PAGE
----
centralized and more consumer-interactive and is more than just "smart meters". The 

use of two-way communications and advanced control capabilities will result in the 

realization of a host of benefits and new applications. One can think of SG as an 

Information and Communication Technologies (ICT) based power system [9]. The 

National Institute of Standards and Technology (NIST) defines the Smart Grid as: 

a modernization of the electricity delivery system so it monitors, protects and 
automatically optimizes the operation of its interconnected elements - from 
the central and distributed generator through the high-voltage network and 
distribution system, to industrial users and building automation systems, to 
energy storage installations and to end-use consumers and their thermostats, 
electric vehicles, appliances and other household devices [9]. 

In general, all definitions refer to an advanced power grid through the use of digital 

computing and communications technologies [8]. 



2.1 Recent American Laws Driving Smart Grid Deployment 

Starting with the Energy Policy Act of 2005 (EPACT 2005) Section 103 
titled "Energy Use Measurements and Accountability" that established a deadline of 
October 1, 2012 for all federal building to have some sort of advanced meters that 
provide data of the electricity consumption [10]. Additionally, EPACT 2005 Section 
1252 titled "Smart Metering" obligates electric utilities to supply each of its 
customers upon request, a time-based rate schedule. 

On December 19, 2007, the United States Congress passed the Energy 
Independent and Security Act (EISA) of 2007 into law that mandated the 
modernization of the electric grid with an end goal of Smart Grid [1]. Finally, the 
American Recovery and Reinvestment Act of 2009 (ARRA) included $10 billion in 
investments to encourage transformation to a smarter grid [8]. All these federal laws 
brought visibility and attention to the need for modernizing the electric grid.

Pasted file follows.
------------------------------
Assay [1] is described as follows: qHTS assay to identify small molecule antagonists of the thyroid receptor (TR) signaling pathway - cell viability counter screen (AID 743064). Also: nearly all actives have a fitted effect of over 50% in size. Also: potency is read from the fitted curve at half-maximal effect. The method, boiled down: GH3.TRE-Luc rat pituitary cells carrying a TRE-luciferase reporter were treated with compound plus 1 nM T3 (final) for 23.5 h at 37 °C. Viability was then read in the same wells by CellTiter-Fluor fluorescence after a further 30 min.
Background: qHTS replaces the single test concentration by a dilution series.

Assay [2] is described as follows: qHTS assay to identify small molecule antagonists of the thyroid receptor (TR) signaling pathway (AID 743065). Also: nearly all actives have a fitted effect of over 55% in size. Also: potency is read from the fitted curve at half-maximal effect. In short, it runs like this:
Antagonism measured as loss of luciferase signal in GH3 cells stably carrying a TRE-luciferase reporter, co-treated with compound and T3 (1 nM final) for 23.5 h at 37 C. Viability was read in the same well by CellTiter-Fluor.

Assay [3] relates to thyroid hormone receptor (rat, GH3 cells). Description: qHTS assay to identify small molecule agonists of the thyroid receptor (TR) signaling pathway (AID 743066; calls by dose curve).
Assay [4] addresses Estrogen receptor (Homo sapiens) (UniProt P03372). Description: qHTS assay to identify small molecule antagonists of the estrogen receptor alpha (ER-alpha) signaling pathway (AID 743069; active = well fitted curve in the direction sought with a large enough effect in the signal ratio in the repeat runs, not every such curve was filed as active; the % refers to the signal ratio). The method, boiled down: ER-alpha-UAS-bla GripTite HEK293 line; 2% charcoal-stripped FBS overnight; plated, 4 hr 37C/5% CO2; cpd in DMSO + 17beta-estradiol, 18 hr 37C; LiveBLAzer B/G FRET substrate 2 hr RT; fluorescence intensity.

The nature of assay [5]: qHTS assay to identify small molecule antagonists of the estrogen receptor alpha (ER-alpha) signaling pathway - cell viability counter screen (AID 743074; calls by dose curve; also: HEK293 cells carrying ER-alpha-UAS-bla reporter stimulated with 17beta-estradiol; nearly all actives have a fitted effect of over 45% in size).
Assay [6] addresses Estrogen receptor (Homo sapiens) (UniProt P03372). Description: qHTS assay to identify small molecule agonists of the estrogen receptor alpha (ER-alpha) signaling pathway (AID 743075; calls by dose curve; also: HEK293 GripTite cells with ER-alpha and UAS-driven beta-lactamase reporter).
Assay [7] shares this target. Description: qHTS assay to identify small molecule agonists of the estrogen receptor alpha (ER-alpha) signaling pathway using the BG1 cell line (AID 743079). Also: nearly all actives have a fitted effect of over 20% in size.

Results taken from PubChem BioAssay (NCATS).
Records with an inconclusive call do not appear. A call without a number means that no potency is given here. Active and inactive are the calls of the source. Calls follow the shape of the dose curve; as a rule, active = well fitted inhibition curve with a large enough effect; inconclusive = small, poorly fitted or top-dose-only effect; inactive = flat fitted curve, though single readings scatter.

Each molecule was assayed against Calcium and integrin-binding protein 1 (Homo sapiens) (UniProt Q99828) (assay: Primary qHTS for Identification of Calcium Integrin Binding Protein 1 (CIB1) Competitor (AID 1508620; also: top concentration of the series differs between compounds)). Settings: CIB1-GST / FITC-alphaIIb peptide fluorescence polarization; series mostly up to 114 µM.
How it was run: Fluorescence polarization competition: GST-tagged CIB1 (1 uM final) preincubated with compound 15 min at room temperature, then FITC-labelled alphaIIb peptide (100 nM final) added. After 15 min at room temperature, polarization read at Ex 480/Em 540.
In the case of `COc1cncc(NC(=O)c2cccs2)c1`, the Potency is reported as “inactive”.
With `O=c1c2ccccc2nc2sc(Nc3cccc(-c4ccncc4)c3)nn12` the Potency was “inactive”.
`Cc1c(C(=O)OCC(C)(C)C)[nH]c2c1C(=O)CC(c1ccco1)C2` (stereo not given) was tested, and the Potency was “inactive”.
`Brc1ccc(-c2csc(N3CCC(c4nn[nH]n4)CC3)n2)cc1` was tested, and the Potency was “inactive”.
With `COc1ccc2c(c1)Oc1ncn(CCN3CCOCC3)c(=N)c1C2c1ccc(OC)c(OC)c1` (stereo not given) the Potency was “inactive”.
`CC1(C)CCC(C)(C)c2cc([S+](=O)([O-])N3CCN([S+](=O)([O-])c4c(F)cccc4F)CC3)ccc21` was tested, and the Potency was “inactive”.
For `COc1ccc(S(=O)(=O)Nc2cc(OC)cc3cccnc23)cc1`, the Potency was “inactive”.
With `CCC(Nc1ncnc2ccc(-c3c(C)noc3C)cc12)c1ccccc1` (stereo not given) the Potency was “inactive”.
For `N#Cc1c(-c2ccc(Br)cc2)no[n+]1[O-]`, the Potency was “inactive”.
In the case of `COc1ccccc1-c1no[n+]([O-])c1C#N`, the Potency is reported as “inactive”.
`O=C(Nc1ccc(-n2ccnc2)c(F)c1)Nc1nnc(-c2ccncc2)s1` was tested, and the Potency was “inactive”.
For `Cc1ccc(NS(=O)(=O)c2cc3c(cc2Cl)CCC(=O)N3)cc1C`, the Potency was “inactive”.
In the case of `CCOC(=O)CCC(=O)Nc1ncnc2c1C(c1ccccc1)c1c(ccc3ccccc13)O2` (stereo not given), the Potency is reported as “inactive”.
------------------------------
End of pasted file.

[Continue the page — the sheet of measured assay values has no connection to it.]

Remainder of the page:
Additionally, several states and electric utilities initiated infrastructure deployments 
in preparation for Smart Grid. Common deployments include the installation of 
advanced meters by utilities companies and Smart Grid test beds as the case with 
Xcel's project in Boulder, Colorado known as "SmartGridCity". 



2.2 Smart Grid Functions and Goals 

In December 2007, the Energy Independence and Security Act (EISA) was 
signed into law. This law established clear national goals to implement Smart Grid. 
Some of the stated benefits include: 

• Self-healing from power disturbances 

• Enables active participation by consumers in "demand response" 

• Operates resiliency against physical or cyber attack 

• Provides power quality for 21st century needs 

• Accommodates all generation and storage options 

• Enables new products, services, and markets 

• Optimizes assets and operational efficiency 

A Smart Grid provides the flexibility to adapt to a changing mix of demand- 
side resources, including changeable load, dispatchable distributed generation and 
storage, as well as output local generation such as wind and solar [6]. Smart-grid- 
enabled distributed controls within the electric delivery system will aide in 
dynamically balancing electrical supply and demand, thus resulting in a more 
adaptable system to imbalances and limit their propagation when they occur [6] . A 
Smart Grid is needed at the distribution system to manage voltage level, reactive 



power, potential reverse power flows and power conditioning, which are critical to 
running grid-connected Distributed Generation (DG) systems [6] . 

Table 2. 1 provides a side by side comparison of key attributes of the existing 
electric grid and the Smart Grid, which is also referred to as "Intelligent Grid". There 
is clear need for Smart Grid at the distribution level to manage: voltage levers, 
reactive power, potential reverse power flows and power conditioning [6]. 
Table 2.1: The Existing Grid vs. The Smart Grid [7] 



Existing Grid 


Smart Grid 


Electromechanical 


Digital 


One -Way Communication 


Two-Way Communication 


Centralized Generation 


Distributed Generation 


Hierarchical 


Network 


Few Sensors 


Sensors Throughout 


Blind 


Self-Monitoring 


Manual Restoration 


Self-Healing 


Failures and Blackouts 


Adaptive and Islanding 


Manual Check/Test 


Remote Check/Test 


Limited Control 


Pervasive Control 


Few Customer Choices 


Many Customer Choices 



The expected functions of Smart Grid are detailed in [1 1] and summarized below: 

• Operation Reliability and Blackout Prevention 

• Condition Monitoring and Asset Management 

• Protection and Station Automation 

• Distribution Network Management 



• Distribution Network Automation 



• Smart Metering 



2.3 Smart Grid Benefits 

The benefits of Smart Grid show up in many areas including the 
infrastructure management and protection, the gained efficiency, economic benefits 
for the consumer and reducing business losses from blackouts. Data from wide-area 
measurement system could have eliminated the $4.5 billion in losses as a result of 
the 2003 blackout of the eastern U.S. and Canada [6]. Another study results show 
that Smart Grid technologies would reduce power disturbance costs to the U.S. 
economy by $49 billion per year [12]. Table 2.2 provides an average estimated cost 
of one-hour power interruption for selected enterprises businesses.